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Chambers College innovation, research expertise built momentum for West Virginia in Hyperloop process

rendering of large oval building with parking lot

Virgin Hyperloop announced Thursday, Oct. 8, that it will locate a certification facility on nearly 800 acres of land spanning Tucker and Grant counties where it will leverage intellectual capital and resources from West Virginia University, Marshall University and from across the state. (Virgin Hyperloop Courtesy Rendering) (Virgin Hyperloop Courtesy Rendering)

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In the fall of 2018, possibilities were being redefined in West Virginia.

John Chambers, two-time West Virginia University alumnus, former CEO and Chairman of Cisco Systems Inc., and founder and CEO of JC2 Ventures, partnered with WVU and the College of Business and Economics that now bears his name and challenged West Virginia to move to a digital-first future and reinvent itself through startups.

West Virginia accepted that challenge in a big way this month when Virgin Hyperloop announced that it will call the Mountain State home for its new certification center, where it will reimagine the future of transit and how we live, work and move people and cargo.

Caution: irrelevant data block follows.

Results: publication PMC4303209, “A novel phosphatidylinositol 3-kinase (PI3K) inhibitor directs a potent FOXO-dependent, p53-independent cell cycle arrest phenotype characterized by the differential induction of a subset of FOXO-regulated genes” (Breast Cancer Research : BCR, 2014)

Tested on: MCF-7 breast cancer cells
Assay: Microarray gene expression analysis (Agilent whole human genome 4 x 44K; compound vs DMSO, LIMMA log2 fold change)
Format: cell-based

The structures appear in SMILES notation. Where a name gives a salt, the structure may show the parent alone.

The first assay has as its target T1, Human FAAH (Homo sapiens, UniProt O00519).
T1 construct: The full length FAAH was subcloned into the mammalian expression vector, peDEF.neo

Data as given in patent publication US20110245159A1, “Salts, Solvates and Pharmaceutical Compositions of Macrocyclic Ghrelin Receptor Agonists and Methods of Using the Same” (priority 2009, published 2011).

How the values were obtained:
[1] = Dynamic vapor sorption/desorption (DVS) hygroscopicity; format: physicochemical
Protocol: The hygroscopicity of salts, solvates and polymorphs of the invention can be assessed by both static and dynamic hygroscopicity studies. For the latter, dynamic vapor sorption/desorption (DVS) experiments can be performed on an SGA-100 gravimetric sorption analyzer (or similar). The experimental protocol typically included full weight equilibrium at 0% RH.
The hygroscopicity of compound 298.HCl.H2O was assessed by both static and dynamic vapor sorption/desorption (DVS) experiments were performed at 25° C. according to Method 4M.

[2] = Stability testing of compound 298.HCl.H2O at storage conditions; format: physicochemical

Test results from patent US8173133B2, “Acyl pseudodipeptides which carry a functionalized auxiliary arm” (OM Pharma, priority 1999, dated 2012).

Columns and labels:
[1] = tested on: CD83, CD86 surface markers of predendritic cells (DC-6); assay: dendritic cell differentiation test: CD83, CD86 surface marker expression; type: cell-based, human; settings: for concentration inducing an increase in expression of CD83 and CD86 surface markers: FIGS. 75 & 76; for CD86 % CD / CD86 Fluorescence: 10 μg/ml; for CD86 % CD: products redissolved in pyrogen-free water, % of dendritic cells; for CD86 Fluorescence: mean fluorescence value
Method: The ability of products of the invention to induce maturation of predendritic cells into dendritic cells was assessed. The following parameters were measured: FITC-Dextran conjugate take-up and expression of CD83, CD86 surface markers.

According to Javier Reyes, Milan Puskar Dean of the Chambers College and vice president of Startup West Virginia, Virgin Hyperloop’s decision to bring the transit innovation of tomorrow to West Virginia is exactly the kind of reinvention Chambers had in mind.

“West Virginia has always been a place with tremendous resources and opportunities, and Virgin Hyperloop is giving us an opportunity to showcase those on a global scale,” Reyes said. "They are changing the world with their groundbreaking ideas for transit, and they will transform West Virginia’s economy through a new way of thinking about job creation in the process.”

Scale and impact: The power of Vantage Ventures

In between Chambers’ challenge two years ago and Virgin Hyperloop’s announcement that they would build the first full-scale hyperloop certification center on nearly 800 acres of land spanning Tucker and Grant counties, there was a driving force that played a key role in igniting a new chapter of innovation for West Virginia.